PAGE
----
In my opinion, BNI is 80-year WEB stock not a 40-year WEB stock.

In recent years, WEB relied more and more on the operating side of the house to deliver value to shareholders. It seems the primary purpose of his equity portfolio has shifted from wealth creation to maintain stability of the empire. The stable BNI is the vehicle implementation of that strategy.

In conclusion, BNI is a make-a-living stock, not a make-a-kill stock.

kfh227
Kfh227 premium member - 4 years ago
In my opinion, this is important:

This is a 278 mile project with a $6 billion price tag, suggesting that each mile is worth over $21 million

But only if BNI were selling at a price that would equate to more than $21 per mile of track.

I agree with Guruek. The way to value a business is to look at FCF. This is the only metric that can be directly compared to the yield on a bond or CD.
Sivaram
Sivaram - 4 years ago
I agree with GuruEK, who clearly demonstrates the folly in relying on replacement value.

I would also add that private market value, replacement value, or something similar may not be as meaningful if no one would be willing to buy the company. My feeling is that the margin of safety (from buying below replacement value) comes from the fact that someone out there--private wealthy investors, competitors, LBO/private equity--would step in and buy the company if it was cheaper than replacement value. In most big railroads, this probably isn't the case since they are way too big to be easily bought out by a single individual or fund. Competitors are the only hope but they usually run into regulatory problems in this industry so they aren't a realiable buyer either. It's probably valid to look at private market values if it is s small railroad in a strategic area but I doubt the private market value for the big ones can be relied upon.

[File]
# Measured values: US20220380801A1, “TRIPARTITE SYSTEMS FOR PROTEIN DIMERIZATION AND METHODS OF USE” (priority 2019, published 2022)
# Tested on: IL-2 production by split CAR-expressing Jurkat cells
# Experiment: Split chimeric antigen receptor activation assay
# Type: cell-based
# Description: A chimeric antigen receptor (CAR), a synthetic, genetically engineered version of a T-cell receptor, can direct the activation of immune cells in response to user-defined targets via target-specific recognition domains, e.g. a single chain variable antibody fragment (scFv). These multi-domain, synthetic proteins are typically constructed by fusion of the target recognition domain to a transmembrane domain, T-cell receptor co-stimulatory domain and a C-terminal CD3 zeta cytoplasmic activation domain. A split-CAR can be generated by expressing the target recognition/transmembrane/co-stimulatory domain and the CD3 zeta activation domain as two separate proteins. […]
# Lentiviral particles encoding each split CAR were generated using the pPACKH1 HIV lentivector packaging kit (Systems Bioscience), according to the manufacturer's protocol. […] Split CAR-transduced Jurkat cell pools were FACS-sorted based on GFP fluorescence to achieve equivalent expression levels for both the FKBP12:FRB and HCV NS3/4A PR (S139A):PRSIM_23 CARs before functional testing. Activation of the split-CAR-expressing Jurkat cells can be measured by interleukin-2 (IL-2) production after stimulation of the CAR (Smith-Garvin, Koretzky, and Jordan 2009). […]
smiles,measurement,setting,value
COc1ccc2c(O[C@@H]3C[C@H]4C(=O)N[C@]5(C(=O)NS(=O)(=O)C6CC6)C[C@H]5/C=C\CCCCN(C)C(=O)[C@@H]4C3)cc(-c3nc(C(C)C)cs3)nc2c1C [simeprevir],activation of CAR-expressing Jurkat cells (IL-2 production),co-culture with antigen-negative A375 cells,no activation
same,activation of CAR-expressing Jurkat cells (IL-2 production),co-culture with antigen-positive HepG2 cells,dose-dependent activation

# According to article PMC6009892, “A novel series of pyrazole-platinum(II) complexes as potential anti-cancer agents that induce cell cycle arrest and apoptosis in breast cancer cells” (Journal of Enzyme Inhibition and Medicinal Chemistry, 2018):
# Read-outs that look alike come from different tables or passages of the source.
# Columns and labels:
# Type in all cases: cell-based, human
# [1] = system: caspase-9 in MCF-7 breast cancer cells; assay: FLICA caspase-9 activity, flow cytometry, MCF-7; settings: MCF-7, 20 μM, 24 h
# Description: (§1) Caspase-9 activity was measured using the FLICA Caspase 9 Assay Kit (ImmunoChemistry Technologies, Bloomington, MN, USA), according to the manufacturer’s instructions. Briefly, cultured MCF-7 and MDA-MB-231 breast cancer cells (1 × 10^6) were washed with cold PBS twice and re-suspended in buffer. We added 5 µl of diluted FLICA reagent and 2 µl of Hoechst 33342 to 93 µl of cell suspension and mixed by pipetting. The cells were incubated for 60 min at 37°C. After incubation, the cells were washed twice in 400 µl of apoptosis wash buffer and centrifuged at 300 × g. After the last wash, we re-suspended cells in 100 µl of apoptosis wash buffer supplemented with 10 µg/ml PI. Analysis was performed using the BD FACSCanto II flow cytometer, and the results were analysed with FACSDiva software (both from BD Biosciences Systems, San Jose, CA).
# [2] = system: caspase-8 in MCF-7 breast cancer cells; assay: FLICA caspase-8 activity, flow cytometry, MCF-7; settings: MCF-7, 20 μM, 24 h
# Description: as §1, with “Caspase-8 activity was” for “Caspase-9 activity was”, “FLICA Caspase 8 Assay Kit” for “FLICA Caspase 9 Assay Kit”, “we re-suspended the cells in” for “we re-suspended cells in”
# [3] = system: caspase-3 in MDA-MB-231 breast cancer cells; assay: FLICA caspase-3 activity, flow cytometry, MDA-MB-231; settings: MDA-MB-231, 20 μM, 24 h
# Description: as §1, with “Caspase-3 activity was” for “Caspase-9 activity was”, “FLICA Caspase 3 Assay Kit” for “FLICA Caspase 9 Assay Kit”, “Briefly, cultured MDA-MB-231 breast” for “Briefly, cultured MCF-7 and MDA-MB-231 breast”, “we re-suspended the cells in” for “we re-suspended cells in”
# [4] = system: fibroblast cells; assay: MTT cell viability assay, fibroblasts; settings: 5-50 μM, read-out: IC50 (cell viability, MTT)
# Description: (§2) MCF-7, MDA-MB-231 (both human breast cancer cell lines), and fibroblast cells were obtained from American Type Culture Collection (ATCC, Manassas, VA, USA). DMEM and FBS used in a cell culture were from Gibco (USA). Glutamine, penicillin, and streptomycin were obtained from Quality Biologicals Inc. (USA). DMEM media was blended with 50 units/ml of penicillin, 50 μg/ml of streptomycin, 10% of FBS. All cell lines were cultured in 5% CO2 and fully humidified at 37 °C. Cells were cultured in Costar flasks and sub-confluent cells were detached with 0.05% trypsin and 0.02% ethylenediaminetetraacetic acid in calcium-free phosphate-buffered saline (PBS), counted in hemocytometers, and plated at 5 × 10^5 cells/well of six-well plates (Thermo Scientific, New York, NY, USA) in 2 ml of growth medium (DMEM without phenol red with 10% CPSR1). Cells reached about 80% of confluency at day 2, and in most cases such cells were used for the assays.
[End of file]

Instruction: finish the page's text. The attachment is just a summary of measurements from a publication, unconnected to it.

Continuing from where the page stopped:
On an unrelated note, I don't necessarily agree wtih GuruEK that big companies won't make you a lot of money. I think he is right in this case but, in general, it isn't the case. Although largecaps and megacaps generally have low upside potential, if one is a really good at picking off good companies that are undervalued, they can probably do as well as with smaller companies. Usually this requires one to buy distressed large companies (so-called fallen angels,) or to determine future shareholder wealth creation that is not recognized by the market. If we stick with Warren Buffett, I would place something like American Express (in the 60's) as an example of the first; and Coca-Cola (in the 80's/early 90's) as an example of the second. Coca-Cola is quite interesting in that it has generated quite a lot of wealth but it didn't appear cheap when Buffett bought it. If Burlington Northern Santa Fe is like Coca-Cola you can actually outperform the market. I personally don't think it is but I haven't looked at it deeply.